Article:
The Motherwell manager was interviewed for the position in the summer but turned the opportunity down before the Yorkshire club could offer him a contract, with the Bramall Lane side then appointing David Weir.
But Weir, the former Rangers and Everton defender, was sacked last week after winning just two of his 13 games in charge. McCall, who signed a contract extension in the summer to stay at Fir Park until 2015, had emerged as one of the frontrunners to succeed Weir but yesterday made it clear he would give the same response if offered the job this time.
"What do you mean, if?" he joked. "The phone's red hot. No, I'm only kidding. For now, that ship has sailed. It's funny, because a month into the new season, a big new owner comes in and pours money into it.
"The players that they had to sell, they didn't sell. People said to me then, 'do you regret your decision?' No. You make a decision on what you feel is best.
"I didn't regret the decision when they got the money and I don't regret it now because at the moment they're struggling.
"You make a decison and then you get on with it. Now, I'm more than happy at the job I'm doing, I always have been. Sheffield United are a club that mean a lot to me.
"I had some fantastic years there [as a player], so it was a big decision to turn down the job. But once I did it, I was fully focused on the job here. There's a quote I saw the other week: 'find a job you love and you'll never work a day in your life'.
"And I love this, so I don't classify it as work, I classify it as enjoyment, and that's what it has been. I have no regrets either way [about not taking the Sheffield United job]. I didn't have a regret when they ploughed loads of money in and I don't have
a regret now."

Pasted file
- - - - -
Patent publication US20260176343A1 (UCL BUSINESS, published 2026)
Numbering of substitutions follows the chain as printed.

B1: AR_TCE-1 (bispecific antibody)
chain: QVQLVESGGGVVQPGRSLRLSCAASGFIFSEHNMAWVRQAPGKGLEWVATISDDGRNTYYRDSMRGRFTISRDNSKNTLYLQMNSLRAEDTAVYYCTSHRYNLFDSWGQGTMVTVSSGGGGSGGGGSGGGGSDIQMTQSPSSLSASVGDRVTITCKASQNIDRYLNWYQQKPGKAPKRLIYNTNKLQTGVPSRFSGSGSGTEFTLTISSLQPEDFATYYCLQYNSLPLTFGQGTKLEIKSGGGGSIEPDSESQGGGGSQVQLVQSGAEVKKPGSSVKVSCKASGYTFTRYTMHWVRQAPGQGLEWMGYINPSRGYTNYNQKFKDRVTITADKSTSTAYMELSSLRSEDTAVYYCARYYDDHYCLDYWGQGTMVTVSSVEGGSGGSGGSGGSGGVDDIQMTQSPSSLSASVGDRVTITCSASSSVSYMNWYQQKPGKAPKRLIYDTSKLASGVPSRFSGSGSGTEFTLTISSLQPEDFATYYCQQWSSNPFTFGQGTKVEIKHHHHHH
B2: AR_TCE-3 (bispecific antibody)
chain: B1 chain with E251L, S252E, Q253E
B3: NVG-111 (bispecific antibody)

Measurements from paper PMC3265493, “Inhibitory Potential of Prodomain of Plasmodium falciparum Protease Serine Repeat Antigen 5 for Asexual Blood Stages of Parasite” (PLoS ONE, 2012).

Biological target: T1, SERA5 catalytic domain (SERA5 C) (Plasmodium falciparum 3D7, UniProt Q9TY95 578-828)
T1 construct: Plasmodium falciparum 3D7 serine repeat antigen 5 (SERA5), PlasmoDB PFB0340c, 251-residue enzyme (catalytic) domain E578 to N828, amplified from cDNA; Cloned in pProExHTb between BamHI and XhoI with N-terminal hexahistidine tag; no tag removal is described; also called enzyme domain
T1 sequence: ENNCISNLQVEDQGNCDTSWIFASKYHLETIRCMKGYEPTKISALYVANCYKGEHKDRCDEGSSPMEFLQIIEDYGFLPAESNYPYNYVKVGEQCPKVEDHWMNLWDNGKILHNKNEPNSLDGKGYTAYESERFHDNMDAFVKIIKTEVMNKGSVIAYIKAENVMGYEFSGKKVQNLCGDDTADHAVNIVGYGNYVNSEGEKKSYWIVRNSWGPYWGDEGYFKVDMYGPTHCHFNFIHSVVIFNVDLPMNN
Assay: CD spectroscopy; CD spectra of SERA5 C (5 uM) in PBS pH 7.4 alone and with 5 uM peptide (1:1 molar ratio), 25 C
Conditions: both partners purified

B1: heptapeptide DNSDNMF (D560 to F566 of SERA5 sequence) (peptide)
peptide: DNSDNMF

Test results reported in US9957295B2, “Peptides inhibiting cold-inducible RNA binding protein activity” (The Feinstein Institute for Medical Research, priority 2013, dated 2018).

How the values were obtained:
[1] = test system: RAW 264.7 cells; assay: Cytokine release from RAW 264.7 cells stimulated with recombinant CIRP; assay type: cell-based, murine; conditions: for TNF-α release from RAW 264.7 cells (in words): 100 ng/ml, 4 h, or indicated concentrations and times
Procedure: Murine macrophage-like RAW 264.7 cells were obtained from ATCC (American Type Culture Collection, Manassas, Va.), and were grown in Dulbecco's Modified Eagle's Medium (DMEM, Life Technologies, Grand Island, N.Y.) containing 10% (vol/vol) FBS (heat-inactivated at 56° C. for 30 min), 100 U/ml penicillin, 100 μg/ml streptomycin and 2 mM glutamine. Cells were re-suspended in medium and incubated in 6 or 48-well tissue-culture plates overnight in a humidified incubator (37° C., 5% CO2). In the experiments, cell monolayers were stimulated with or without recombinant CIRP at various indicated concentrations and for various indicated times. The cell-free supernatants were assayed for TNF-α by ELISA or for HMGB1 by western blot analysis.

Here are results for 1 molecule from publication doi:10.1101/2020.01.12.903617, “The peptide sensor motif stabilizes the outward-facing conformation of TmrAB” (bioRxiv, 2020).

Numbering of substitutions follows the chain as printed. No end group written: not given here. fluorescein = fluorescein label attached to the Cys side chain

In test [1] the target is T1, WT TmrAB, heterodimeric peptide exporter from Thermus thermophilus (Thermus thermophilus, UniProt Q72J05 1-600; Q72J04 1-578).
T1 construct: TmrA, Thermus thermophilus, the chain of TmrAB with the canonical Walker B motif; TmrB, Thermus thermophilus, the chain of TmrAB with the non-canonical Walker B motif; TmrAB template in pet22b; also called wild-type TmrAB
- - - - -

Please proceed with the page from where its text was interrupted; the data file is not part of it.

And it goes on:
Nigel Clough, himself sacked by Derby County earlier this month, is now the outright favourite to take up the vacant position at Bramall Lane.
Motherwell, who are at home
to Hearts today, sit third in the SPFL Premiership, three points behind Inverness Caledonian Thistle, and McCall insisted
there was enough work to do
at Fir Park to keep him happy in the near future.
He said: "I'm not one with a five-year plan that I want to be managing in the Premier League. I'm quite a content person.
That doesn't mean to say I lack ambition but if I'm happy in what I'm doing . . .
"I still feel like there are lots of challenges here, having to rebuild a new team, trying to get to a cup final and trying to keep us in the top six - there are always challenges. It would have to be a really good job for me to leave."
McCall expressed his sympathy for Weir, but acknowledged the former Scotland internationalist's dismissal was a reflection
of the cut-throat nature of the modern game.
"I felt massive disappointment and sadness for him," he said.
"I can't say it was a total shock, because that's how football is, although in my eyes it was far too short a time to judge anybody.
"As managers we all know how unfair it can be. As much as you can go places with a two-year plan, a three-year plan, if you don't produce results early enough in this day and age
a sacking is a probability."